Archive for March 2017

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[ecrea] Adaptation and nation symposium: cfp

Sat Mar 11 20:02:01 GMT 2017

*Adaptation and Nation: Screen cultures in national, post-national and transnational contexts.*

A symposium to be held at Queen Margaret University, Edinburgh on 22^nd June 2017.

Confirmed keynote: Professor Jeremy Strong, University of West London.

Between 2013 and 2015 adaptations accounted for over 50% of the films awarded significant levels of funding by Creative Scotland. /Filth/ (Baird 2013)/, Sunshine on Leith/ (Fletcher 2013)/, Under the Skin /(Glazer 2014)/, The Railway Man/ (Teplitzky 2014),/The Legend of Barney Thomson /(Carlyle 2015)/, Macbeth/ (Kurtzel 2015) and /Sunset Song/ (Davies 2015) indicate the relative robustness of what Murray (2012) has termed the ‘adaptation industry’ as it operates in Scotland.

However, in an online poll run by The Scottish Book Trust (2016 <>), television series /Outlander/ (Starz 2014-) was voted as the best Scottish Book-to-Screen adaptation, with 65% of the vote. /Trainspotting /finished second place with a mere 5% of the vote. /Outlander/, produced by US television network Starz, from Diana Gabaldon’s series of books, and only shown in the UK on Amazon Prime, poses several interesting questions about the processes of adaptation in national, post-national and transnational contexts.

Moreover, in economic and industrial contexts, the idea of national cinema has been argued to be unsustainable. For example, with more public investment from Swedish and German taxpayers than Scottish, how do we consider /Filth/ as a Scottish film adaptation? Similarly, /Sunset Song, /spent more time filming in Luxembourg and New Zealand than Scotland; and with more public money from Luxembourg too.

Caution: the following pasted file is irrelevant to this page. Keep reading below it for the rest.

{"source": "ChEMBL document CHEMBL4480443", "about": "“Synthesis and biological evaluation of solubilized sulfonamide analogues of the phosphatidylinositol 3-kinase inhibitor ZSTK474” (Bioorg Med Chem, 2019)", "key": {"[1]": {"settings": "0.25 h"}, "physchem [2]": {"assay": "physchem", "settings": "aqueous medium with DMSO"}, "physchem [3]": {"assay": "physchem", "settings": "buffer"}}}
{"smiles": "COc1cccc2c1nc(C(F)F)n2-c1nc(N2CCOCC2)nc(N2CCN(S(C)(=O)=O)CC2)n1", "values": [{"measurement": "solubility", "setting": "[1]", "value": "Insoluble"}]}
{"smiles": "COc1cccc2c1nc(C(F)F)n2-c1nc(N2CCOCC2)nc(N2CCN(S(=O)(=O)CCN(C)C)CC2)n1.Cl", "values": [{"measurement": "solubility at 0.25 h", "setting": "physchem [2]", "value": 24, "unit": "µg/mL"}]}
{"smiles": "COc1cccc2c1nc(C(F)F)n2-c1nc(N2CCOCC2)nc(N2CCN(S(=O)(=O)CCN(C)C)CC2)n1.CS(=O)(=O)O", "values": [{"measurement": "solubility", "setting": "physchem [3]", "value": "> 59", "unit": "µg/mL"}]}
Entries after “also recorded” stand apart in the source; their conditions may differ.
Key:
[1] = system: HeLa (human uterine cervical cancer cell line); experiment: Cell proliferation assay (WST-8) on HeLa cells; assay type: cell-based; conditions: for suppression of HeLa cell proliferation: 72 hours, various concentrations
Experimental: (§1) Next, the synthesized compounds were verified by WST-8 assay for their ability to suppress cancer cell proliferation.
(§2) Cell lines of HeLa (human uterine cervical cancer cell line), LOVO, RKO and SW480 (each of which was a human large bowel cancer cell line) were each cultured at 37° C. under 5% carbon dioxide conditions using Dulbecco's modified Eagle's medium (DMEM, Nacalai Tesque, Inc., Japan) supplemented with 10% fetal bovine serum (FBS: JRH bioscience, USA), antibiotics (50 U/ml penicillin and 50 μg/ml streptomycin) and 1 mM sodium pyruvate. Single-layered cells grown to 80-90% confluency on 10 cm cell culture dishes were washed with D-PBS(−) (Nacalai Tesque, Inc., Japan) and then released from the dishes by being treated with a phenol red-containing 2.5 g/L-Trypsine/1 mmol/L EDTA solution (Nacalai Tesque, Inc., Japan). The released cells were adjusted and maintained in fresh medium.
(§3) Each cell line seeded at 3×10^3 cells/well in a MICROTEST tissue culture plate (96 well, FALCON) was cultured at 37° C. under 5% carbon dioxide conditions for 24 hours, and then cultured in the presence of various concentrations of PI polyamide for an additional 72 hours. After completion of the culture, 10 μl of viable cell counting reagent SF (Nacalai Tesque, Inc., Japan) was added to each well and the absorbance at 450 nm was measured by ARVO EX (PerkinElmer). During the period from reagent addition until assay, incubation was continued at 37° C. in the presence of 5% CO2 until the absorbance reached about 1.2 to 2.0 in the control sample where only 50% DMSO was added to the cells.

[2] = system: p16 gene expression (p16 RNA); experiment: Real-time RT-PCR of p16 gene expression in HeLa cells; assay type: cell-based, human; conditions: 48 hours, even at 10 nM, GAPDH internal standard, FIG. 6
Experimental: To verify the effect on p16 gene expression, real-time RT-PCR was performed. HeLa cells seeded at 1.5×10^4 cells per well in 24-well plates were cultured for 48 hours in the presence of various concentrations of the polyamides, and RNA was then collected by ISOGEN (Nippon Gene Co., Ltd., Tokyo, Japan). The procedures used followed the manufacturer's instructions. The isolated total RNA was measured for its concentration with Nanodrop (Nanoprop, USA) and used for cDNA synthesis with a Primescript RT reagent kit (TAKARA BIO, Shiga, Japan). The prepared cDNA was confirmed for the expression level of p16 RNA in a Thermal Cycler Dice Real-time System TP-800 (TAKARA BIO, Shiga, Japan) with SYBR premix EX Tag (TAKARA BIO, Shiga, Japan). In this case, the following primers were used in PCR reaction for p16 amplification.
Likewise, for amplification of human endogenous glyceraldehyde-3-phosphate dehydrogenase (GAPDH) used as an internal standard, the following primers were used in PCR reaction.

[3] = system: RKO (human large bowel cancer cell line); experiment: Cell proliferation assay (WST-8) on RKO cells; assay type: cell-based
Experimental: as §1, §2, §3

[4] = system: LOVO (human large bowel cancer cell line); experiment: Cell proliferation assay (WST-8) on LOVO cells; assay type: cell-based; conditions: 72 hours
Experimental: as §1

Further, with the increasing competitiveness of the global film market, and an apparent declining interest within the UK in ‘European’ or ‘World’ cinema (BFI), how do nations attempt to reap the economic and cultural benefits of screen production? Does adaptation provide an opportunity to better ‘brand the nation’? Elsaesser (2015) has argued that national cinema should increasingly be thought of as ‘performative’ and/or ‘post-national’. How do film adaptations perform the nation, if they do - and why?

This symposium will begin to map out some conceptual approaches to the study of adaptation in national, post-national and transnational contexts. It asks: what methodological challenges does considering adaptation within specific national contexts pose? It will consider how adaptations come to be, through networks of cultural policy, production, distribution and exhibition. It seeks to investigate screen adaptations’ textual resonances to national, post-national and transnational identities. It encourages a multi-disciplinary approach to the question of screen adaptation and nation, incorporating analyses from discursive, industrial and textual perspectives. While the illustrative example above considers a Scottish context, we welcome approaches within any national context – and those which refute the national context altogether, in favour of post-national and transnational lenses.

To this end, we invite proposals of 300 words for twenty-minute papers on any aspect of Adaptation and Nation. Topics may include but need not be confined to the following:

-Screen adaptation and cultural policy

-Screen adaptation and cultural heritage

-Screen adaptation and national identities

-Transnational screen adaptation

-Hollywood adaptations of ‘national’ literature

-Transcultural adaptations

-Screen adaptation and performance

-Screen adaptation and costume

-Screen adaptation and cultural tourism

The symposium will be an important event it its own right and will lead, we’re sure, to a valuable collection of published essays. A number of key film studies publishers have shown a positive interest in the symposium and its outcomes. It is also intended that the symposium will be a starting point in a bigger project which would look at the adaptation industry more broadly, and also build a network of researchers interested in adaptation in national, post-national and transnational contexts.

Proposals of 300 words and a 100 word biography should be sent to: (MStewart /at/ <mailto:(MStewart /at/>or (RMunro /at/ <mailto:(RMunro /at/>by 16th March 2017. For further information please email Michael Stewart or Robert Munro, on the email addresses above.

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